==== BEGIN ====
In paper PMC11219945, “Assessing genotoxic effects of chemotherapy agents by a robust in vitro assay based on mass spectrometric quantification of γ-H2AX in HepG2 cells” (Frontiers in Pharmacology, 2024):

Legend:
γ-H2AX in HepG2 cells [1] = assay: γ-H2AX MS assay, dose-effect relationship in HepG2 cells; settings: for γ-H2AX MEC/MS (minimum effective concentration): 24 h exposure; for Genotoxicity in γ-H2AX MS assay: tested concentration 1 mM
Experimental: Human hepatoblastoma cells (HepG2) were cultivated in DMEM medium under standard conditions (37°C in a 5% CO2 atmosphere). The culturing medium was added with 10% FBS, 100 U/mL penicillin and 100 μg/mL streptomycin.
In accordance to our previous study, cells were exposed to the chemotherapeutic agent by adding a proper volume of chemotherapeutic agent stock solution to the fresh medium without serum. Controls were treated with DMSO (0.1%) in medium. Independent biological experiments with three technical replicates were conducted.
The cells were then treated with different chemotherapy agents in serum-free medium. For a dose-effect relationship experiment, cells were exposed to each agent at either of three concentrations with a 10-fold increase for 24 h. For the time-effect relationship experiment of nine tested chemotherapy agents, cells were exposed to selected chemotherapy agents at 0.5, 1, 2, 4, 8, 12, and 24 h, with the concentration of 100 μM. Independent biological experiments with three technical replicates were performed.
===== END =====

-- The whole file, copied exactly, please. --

In paper PMC11219945, “Assessing genotoxic effects of chemotherapy agents by a robust in vitro assay based on mass spectrometric quantification of γ-H2AX in HepG2 cells” (Frontiers in Pharmacology, 2024):

Legend:
γ-H2AX in HepG2 cells [1] = assay: γ-H2AX MS assay, dose-effect relationship in HepG2 cells; settings: for γ-H2AX MEC/MS (minimum effective concentration): 24 h exposure; for Genotoxicity in γ-H2AX MS assay: tested concentration 1 mM
Experimental: Human hepatoblastoma cells (HepG2) were cultivated in DMEM medium under standard conditions (37°C in a 5% CO2 atmosphere). The culturing medium was added with 10% FBS, 100 U/mL penicillin and 100 μg/mL streptomycin.
In accordance to our previous study, cells were exposed to the chemotherapeutic agent by adding a proper volume of chemotherapeutic agent stock solution to the fresh medium without serum. Controls were treated with DMSO (0.1%) in medium. Independent biological experiments with three technical replicates were conducted.
The cells were then treated with different chemotherapy agents in serum-free medium. For a dose-effect relationship experiment, cells were exposed to each agent at either of three concentrations with a 10-fold increase for 24 h. For the time-effect relationship experiment of nine tested chemotherapy agents, cells were exposed to selected chemotherapy agents at 0.5, 1, 2, 4, 8, 12, and 24 h, with the concentration of 100 μM. Independent biological experiments with three technical replicates were performed.